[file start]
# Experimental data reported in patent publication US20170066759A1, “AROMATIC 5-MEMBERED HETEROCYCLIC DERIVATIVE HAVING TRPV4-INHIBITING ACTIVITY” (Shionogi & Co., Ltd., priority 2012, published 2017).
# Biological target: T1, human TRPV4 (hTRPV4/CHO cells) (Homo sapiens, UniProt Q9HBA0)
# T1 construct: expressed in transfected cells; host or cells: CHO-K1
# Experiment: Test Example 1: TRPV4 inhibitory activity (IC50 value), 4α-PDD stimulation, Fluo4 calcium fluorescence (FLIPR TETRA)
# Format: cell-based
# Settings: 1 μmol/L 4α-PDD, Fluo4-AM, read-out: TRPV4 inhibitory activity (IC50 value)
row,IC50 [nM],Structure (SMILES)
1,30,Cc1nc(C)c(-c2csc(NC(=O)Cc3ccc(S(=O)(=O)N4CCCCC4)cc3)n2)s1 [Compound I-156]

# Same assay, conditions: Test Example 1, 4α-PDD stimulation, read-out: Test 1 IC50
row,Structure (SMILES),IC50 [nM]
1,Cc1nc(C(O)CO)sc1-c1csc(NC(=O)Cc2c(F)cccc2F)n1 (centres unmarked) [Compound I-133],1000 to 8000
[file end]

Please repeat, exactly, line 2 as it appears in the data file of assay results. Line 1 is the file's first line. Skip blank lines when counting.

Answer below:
# Biological target: T1, human TRPV4 (hTRPV4/CHO cells) (Homo sapiens, UniProt Q9HBA0)